Farm State Lawmakers-Ethanol a Priority in Senate COVID Relief Package


Reuters author Stephanie Kelly reported late final week that, “U.S. lawmakers from Iowa are attempting so as to add assist for the biofuels business into a pending coronavirus reduction package deal in the Senate, U.S. Senator Chuck Grassley stated on Friday.

Grassley and his Iowa colleague, Senator Joni Ernst, hope to incorporate a subsidy for feedstock for the ethanol business in the invoice.

“Farmers and producers of the corn-based fuel were hit hard during the coronavirus pandemic as government-imposed lockdowns sank demand for gasoline.”

The Reuters article added that, “‘The long-term hope for ethanol though is directly related to the extent to which the economy picks up and people start driving,’ Grassley said in a call with reporters.”

National Weekly Ag Energy Round-Up. USDA Livestock, Poultry & Grain Market News. USDA- Agricultural Marketing Service (July 17, 2020).

Also final week, DTN Ag Policy Editor Chris Clayton reported that, “Sen. Chuck Grassley, R-Iowa, stated Friday one among his key priorities in the following coronavirus assist package deal out of Congress can be to subsidize feedstock for the ethanol business.

“Speaking to reporters on a name, Grassley stated he and Sen. Joni Ernst, R-Iowa, are centered on getting that form of language in a Senate package deal that will subsidize feedstock for the ethanol business. Grassley and Sen. Amy Klobuchar, D-Minn., launched that invoice in May. Their plan would reimburse biofuel producers for his or her feedstock purchases from Jan. 1, 2020, to March 31 by the Commodity Credit Corp.

‘I think what’s going to make our attraction credible moreover simply the loss that ethanol had — which it didn’t get any assist final time — is that if petroleum will get assist. If we will present petroleum has already gotten some assist by what was put into the petroleum reserve,’ Grassley stated.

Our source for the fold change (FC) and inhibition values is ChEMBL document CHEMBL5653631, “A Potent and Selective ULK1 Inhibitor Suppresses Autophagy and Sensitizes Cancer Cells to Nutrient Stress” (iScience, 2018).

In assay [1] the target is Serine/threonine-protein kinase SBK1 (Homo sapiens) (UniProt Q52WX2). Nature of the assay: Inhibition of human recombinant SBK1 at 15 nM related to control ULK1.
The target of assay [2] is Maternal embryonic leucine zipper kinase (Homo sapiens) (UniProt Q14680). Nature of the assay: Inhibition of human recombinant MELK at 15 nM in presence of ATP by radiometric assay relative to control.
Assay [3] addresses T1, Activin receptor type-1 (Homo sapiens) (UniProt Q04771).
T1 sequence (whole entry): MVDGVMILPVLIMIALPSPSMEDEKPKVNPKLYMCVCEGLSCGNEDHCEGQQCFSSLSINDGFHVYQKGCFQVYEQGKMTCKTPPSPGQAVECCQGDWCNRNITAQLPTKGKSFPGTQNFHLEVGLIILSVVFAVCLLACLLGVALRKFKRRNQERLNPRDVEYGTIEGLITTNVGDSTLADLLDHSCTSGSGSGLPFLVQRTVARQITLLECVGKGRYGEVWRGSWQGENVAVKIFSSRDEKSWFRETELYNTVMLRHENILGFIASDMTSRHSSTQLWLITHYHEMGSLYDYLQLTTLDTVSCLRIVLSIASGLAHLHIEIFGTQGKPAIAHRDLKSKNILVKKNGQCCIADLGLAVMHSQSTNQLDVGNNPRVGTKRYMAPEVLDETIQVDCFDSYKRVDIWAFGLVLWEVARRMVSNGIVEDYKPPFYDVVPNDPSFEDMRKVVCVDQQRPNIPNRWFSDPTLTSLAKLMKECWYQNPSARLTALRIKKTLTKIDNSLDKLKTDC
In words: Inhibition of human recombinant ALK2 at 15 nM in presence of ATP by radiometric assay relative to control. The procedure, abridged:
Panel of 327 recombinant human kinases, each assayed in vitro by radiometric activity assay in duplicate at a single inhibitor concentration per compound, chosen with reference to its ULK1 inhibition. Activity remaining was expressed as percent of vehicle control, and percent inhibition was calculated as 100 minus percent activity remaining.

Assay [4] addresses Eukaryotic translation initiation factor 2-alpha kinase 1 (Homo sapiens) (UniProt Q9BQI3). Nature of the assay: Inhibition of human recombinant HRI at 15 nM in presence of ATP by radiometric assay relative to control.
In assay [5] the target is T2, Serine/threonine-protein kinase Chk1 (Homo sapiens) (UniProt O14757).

Mr. Clayton defined that, “The Senate plan differs from the ‘Renewable Fuel Reimbursement Program‘ included in the House HEROES Act, which would provide a 45 cents a gallon payment for biofuel producers for qualified fuel produced from Jan. 1, 2020, through May 1. Ethanol plants that were not producing during that time frame could still receive 22.5 cent credit based on fuel volumes they produced during that time period in 2019 as well.”

Meanwhile, DTN author Todd Neeley reported on Wednesday that, “The ethanol business in the United States has misplaced about $3.four billion already in 2020 as a results of the COVID-19 financial shutdown, a new evaluation from the Renewable Fuels Association stated, with losses to proceed to mount on into 2021.

“Though ethanol margins have been enhancing because the final of May, the business is in a little bit of a holding sample ready to see if the U.S. financial system totally reopens.


USDA Daily Ethanol Report. USDA- Agricultural Marketing Service (July 15, 2020).

“The RFA analysis said losses for the industry could deepen if states continue to open and close as a result of COVID-19 cases.”

And concerning a separate situation impacting the ethanol business, DTN author Todd Neeley reported final week that, “The EPA on Thursday posted six further pending requests for retroactive small-refinery exemptions to the Renewable Fuel Standard to the company dashboard, bringing the grand complete to 58 such requests for waivers for compliance years 2011 by 2018.

“The agency now lists seven pending requests each for 2011 and 2012, 11 each for 2013 and 2015, 12 in 2014, eight in 2016 and two in 2018, in addition there are 27 listed for 2019 and one for 2020.”

The DTN article said that, “American Coalition for Ethanol Chief Executive Officer Brian Jennings said in a statement to DTN the EPA was protecting oil interests.”

Mr. Neeley identified that, “The U.S. Court of Appeals for the 10th Circuit in Denver dominated again in January the company illegally granted exemptions to a few small refineries. In that case, the courtroom stated the refiners weren’t eligible for exemptions as a result of that they had not beforehand acquired them.

“Biofuel and agriculture curiosity teams have alleged EPA is contemplating granting small-refinery exemptions for earlier years, which may probably permit refining corporations to proceed receiving exemptions legally.

“In recent weeks the EPA announced it was postponing indefinitely the scheduled June release of the proposed renewable volume obligations in the RFS for 2021.”

Source: Farm Policy News, News Summary, Keith Good